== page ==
Poe avoids unnecessary exposition by leaving it to the reader to guess the location of the story. But the word palazzo suggests Venice, where such mansions have existed since the thirteenth century. The Carnival of Venice is the most famous of all carnivals and still a great tourist attraction. The crime would have to take place in a major city. Otherwise, Fortunato and Montresor would be recognized by too many people. At one point Montresor says: "We are below the river's bed." The largest river in Italy, which empties into an estuary near Venice, is named—very suggestively—the Po.
Many details serve dual or multiple purposes. For instance, Montresor writes:
It must be understood that neither by word nor deed had I given Fortunato cause to doubt my good will. I continued, as was my wont to smile in his face, and he did not perceive that my smile now was at the thought of his immolation.
The pretense of strong friendship not only keeps Fortunato off guard but insures that no one will suspect Montresor after the "immolation" he has planned. If the two were known to be enemies, the authorities would question Montresor and even search his premises. Like any good liar, Montresor knows he must first convince himself. For years he has lived with the lie that Fortunato is still his friend. By continuing to call Fortunato his good friend in spite of many injuries, Montresor is virtually inviting the haughty Italian to "venture upon insult."
Last Updated on June 1, 2019, by eNotes Editorial. Word Count: 357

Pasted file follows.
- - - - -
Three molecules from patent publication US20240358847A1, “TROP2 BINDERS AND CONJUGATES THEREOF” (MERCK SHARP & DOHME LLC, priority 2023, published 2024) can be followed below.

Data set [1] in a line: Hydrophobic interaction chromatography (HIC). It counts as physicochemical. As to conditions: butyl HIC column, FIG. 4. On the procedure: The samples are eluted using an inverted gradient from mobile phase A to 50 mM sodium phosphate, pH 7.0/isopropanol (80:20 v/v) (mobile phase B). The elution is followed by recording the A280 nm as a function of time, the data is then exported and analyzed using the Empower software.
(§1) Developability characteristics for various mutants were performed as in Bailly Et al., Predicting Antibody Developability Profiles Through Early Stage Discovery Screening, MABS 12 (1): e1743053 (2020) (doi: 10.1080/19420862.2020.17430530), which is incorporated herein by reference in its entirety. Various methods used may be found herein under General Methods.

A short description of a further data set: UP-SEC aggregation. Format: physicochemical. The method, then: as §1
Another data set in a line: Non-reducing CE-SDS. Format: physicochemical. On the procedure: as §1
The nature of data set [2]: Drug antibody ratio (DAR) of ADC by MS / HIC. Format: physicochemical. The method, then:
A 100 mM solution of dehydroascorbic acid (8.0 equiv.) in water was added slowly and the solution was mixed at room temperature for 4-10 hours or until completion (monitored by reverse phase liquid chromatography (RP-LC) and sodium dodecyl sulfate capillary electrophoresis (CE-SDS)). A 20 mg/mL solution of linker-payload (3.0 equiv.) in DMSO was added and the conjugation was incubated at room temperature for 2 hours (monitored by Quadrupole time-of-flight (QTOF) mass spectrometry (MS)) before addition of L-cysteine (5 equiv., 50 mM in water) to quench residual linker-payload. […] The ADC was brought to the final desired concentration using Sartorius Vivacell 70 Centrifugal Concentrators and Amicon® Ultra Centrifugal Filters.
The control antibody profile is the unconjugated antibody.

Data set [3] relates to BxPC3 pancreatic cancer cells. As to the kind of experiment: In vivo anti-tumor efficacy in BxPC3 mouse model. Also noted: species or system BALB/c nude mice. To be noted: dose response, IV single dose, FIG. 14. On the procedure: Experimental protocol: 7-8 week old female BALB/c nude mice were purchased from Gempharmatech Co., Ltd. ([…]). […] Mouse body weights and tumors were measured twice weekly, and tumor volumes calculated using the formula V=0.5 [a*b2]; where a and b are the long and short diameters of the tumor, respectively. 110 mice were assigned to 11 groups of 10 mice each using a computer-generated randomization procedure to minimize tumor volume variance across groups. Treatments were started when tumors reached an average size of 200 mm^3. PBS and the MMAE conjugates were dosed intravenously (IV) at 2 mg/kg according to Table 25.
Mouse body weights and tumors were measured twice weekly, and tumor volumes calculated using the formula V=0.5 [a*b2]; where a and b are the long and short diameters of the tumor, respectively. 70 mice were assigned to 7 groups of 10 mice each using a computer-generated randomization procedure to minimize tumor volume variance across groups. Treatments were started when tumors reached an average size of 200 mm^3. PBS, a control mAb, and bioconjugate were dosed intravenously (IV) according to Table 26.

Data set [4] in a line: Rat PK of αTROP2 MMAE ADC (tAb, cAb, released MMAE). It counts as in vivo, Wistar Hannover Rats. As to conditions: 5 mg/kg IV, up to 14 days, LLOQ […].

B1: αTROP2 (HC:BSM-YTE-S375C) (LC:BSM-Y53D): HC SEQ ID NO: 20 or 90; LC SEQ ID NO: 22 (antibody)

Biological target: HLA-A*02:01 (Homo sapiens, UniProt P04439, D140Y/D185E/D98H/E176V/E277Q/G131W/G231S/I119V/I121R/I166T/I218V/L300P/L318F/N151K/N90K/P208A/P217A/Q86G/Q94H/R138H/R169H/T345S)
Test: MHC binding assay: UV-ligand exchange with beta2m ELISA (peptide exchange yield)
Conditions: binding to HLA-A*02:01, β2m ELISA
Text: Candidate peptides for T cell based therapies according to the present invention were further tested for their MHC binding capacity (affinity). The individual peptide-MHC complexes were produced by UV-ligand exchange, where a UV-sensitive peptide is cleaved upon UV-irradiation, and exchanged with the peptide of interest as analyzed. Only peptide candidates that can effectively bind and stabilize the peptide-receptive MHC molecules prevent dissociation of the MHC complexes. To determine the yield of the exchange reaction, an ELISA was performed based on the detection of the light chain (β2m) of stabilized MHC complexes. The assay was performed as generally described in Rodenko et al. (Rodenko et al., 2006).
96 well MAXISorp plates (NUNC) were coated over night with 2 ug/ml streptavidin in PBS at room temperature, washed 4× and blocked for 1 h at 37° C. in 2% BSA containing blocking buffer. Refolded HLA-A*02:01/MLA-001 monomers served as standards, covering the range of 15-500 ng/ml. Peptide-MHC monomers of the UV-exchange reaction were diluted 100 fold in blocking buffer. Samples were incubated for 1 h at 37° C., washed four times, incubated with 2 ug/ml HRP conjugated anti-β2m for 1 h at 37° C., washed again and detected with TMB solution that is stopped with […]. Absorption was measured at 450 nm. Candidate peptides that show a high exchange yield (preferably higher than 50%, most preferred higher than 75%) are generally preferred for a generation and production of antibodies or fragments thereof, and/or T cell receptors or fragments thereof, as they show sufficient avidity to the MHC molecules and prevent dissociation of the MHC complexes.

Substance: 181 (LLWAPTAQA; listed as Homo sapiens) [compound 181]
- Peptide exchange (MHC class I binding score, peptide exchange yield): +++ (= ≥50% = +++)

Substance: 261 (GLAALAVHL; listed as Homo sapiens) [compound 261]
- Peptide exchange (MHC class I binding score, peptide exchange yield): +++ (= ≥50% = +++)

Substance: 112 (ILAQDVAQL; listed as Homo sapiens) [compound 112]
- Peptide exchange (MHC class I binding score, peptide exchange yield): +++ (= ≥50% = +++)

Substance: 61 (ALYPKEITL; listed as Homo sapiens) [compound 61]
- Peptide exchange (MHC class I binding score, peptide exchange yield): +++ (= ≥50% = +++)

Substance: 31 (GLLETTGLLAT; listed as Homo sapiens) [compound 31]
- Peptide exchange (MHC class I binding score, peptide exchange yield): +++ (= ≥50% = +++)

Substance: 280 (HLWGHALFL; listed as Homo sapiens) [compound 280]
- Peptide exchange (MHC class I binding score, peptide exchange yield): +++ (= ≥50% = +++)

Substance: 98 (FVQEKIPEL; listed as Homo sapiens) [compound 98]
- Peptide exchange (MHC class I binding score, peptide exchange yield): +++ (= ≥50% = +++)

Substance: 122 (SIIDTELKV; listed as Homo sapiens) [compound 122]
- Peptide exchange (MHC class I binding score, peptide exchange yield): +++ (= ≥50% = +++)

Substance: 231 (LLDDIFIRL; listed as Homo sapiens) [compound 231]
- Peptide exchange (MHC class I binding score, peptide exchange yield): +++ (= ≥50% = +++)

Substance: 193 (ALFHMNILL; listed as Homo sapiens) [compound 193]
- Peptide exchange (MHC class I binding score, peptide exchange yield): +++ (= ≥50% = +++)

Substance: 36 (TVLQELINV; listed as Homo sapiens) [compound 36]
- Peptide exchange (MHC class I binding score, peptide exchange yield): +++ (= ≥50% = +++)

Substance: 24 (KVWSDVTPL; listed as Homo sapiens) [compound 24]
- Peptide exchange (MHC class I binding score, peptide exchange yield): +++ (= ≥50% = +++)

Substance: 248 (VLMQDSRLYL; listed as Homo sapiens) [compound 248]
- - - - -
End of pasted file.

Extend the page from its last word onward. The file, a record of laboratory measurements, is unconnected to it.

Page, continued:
Is Montresor Insane?
If Montresor is insane, as some critics have claimed, then his insanity consists of having a split personality. One half is able to think of Fortunato as his friend and speak of him as such at every opportunity, while the dark half is plotting murder. Without this long-established friendship, Montresor could not have enticed Fortunato into his catacombs. The reputed friendship of the two men obviates any need for Poe to deal with the inevitable future inquiry into Fortunato's disappearance. Montresor and Fortunato may have indeed been good friends in the past. Their relationship must have deteriorated over a number of years as Fortunato's fortunes rose and Montresor became like the raven:
...unhappy master whom unmerciful Disaster
Followed fast and followed faster till his songs one burden bore—
Till the dirges of his Hope that melancholy burden bore,
There is no point in analyzing Montresor as though he had ever existed in the flesh. He is given exactly the attributes needed, including envy, pride, cunning, motivation, patience, duplicity, cruelty, caution, and even some experience with masonry. His outstanding characteristic is that he is a Machiavellian liar. He has formed the habit of talking about his "friend" at every opportunity to guard against future suspicion. He has actually forced himself to think of Fortunato as his good friend because this is the only way in which he could interact with his enemy in a totally friendly manner for all the world to see. Montresor could not drop his mask of friendship after disposing of his victim. People would be inquiring about the uncanny disappearance for years, and Montresor would have to remain as baffled and distressed as his victim's closest relatives.